I last saw Bonnie Raitt 19 years ago in Vancouver. I remember it well. Her version of “Angel from Montgomery” was so moving it brought tears to my eyes.
At the time, I thought it probably had to do with the fact that she had Sarah McLachlan and Bryan Adams singing back up vocals with her on the John Prine classic.
On Tuesday night at Hamilton’s FirstOntario Concert Hall, I learned different. There were no A-list celebrities with her on stage, just Raitt, her magnificent four-piece band and that wonderfully sad song about broken dreams and old rodeos.
Guess what? Those tears welled up again. I’ve got the streaks on my glasses to prove it.
She sang the song two thirds of the way through her hour-and-45-minute set. At the end of Angel the crowd of more than 1,600 spontaneously burst into a rare mid-show standing ovation. It was that powerful.
“I see you all out there and I feel you up here,” Raitt, 67, said as the audience roared its approval. “That song means a lot to us too.”
Raitt has always had a talent for searching out a great song, throwing her rope around it, lassoing it in and making it her own. She did that back in the early ’70s with “Angel from Montgomery” and its still serves her well. It has become one of Raitt’s signatures, like that shock of white in her fire-red hair, or her achingly sublime delivery of “I Can’t Make You Love Me.”
“I’m really the result of a great group of songwriters that I’ve been covering since I first started out in 1970,” Raitt confessed before dipping into Bonnie Bishop’s beautifully melancholy “Undone,” a track from her new album “Dig in Deep.”
And the covers kept coming – her biggest hit “Something to Talk About” by Canadian songwriter Shirley Eikhard; another hit, “Thing Called Love,” by John Hiatt; INXS’s “Need You Tonight;” two blues numbers by early collaborator Chris Smither; the Afro-tinged gospel tune “Hear Me Lord” by Zimbabwe singer Oliver Mtudkudzi; the Fabulous Thunderbirds’ “I Believe I’m in Love”; and a torrid version of “Burning Down the House” by the Talking Heads, saved for the encore.
They were all treated with Raitt’s warm vocal embrace and silky smooth slide guitar.
Not that Raitt isn’t a fine songsmith. She proved that with the radio-smooth classic “Nick of Time” and the angry rocker “Spit of Love.”
It would be negligent to not mention her long-time touring band – bassist James Hutchinson, drummer Ricky Fataan, guitarist George Marinelli and keyboard player Mike Finnigan.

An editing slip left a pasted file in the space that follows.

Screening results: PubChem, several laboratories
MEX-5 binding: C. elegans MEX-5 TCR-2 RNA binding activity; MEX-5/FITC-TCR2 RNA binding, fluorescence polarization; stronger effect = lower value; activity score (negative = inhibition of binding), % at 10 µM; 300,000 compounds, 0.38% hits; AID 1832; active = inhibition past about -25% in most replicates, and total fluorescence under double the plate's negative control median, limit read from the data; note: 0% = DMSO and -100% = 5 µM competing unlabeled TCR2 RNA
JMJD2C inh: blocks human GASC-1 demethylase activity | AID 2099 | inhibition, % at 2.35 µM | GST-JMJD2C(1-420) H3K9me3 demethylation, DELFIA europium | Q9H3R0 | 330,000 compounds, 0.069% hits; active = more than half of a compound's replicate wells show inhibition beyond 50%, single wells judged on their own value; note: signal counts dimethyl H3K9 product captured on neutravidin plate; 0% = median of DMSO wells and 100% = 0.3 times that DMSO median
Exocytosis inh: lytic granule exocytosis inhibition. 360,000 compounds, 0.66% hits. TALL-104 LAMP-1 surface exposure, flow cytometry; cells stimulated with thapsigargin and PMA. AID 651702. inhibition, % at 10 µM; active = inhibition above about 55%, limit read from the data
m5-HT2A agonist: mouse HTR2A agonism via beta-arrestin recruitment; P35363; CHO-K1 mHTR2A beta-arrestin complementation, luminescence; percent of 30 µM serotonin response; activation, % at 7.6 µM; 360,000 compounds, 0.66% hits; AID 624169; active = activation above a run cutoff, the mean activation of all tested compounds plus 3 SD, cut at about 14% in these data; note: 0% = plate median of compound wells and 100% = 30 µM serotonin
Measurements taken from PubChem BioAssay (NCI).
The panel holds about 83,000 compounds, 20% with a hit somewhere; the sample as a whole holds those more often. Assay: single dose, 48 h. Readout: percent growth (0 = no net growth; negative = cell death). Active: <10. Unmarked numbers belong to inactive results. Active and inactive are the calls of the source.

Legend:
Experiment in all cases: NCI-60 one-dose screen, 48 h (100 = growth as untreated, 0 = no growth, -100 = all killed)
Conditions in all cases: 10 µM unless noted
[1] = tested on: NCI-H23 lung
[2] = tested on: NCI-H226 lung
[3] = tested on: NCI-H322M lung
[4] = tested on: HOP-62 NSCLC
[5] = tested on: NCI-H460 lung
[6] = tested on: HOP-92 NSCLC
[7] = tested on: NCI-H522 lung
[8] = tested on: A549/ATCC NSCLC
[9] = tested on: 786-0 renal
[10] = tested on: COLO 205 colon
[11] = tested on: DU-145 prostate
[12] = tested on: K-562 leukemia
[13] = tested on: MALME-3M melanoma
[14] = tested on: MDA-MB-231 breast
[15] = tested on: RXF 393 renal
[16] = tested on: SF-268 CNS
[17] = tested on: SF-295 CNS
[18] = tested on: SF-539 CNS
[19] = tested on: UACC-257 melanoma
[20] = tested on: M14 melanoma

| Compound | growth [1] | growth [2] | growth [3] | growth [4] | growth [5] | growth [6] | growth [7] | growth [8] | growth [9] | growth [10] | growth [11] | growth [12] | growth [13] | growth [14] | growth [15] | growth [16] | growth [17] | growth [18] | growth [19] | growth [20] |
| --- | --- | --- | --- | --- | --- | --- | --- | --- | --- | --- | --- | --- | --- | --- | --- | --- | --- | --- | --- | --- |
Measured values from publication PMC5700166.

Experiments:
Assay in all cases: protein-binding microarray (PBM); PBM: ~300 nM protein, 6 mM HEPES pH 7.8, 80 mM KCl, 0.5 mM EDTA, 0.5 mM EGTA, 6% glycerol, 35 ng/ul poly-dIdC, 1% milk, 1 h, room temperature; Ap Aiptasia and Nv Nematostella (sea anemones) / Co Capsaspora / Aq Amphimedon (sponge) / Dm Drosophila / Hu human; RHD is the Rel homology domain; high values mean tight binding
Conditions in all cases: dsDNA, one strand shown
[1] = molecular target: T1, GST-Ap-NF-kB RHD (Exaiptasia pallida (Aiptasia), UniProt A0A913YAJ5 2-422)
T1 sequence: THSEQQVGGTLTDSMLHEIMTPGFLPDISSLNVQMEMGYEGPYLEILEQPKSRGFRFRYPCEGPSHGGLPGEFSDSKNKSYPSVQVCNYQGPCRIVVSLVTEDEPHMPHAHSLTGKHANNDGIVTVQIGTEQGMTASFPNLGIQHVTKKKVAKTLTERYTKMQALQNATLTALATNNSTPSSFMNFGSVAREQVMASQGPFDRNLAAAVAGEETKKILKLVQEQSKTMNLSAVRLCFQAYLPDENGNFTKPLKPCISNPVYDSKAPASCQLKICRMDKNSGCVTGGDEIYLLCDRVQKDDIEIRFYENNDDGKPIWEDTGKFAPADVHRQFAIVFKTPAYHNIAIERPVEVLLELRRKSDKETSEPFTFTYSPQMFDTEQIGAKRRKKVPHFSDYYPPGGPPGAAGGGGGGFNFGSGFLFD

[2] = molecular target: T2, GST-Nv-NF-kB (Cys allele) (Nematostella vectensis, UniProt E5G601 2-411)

All seasoned veterans, they fit Raitt like a glove. She jokingly referred to them as “a fine little combo,” but her respect for them was clear, especially in handing over the lead vocals to Finnigan for a powerful cover of B.B. King’s “Don’t Answer the Door.”
Nineteen years is too long between Bonnie Raitt concerts. But not long enough to forget how a song and a singer can match up so well … well enough to bring on a tear or two, maybe even three.
Toronto singer-songwriter Royal Wood deserves strong praise for his classy 40-minute opening set. Wood captured the attention of the Raitt fans from the moment he opened “Long Way Out.” By the time he was singing “Morning Light,” the crowd was clapping along with him. Wood is a remarkably intelligent songwriter and his new album “Ghost Light” deserves a listen.
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Graham Rockingham is the Hamilton Spectator’s music editor.
At FirstOntario Concert Hall
Tuesday, June 6, 2017
1. Unintended Consequences of Love
2. Need You Tonight (INXS cover)
3. Thing Called Love (John Hiatt cover)
4. Undone (Bonnie Bishop cover)
5. Spit of Love
6. Love Me Like a Man (Chris Smither cover)
7. I Feel the Same (Chris Smither cover)
8. Hear Me Lord (Oliver Mtukudzi cover)
9. Something to Talk About (Shirley Eikhard cover)
10. The Comin’ Round Is Going Through
11. Angel From Montgomery (John Prine cover)
12. Don’t Answer the Door (B.B. King cover with Mike Finnigan on vocals)
13. I Believe I’m in Love (Fabulous Thunderbirds cover)
14. What You’re Doing to Me
15. I Can’t Make You Love Me (written by Mike Reid and Allen Shamblin)
16. Nick of Time
17. Burning Down the House (Talking Heads cover)
18. Your Sweet and Shiny Eyes (written by Nan O’Bryne)
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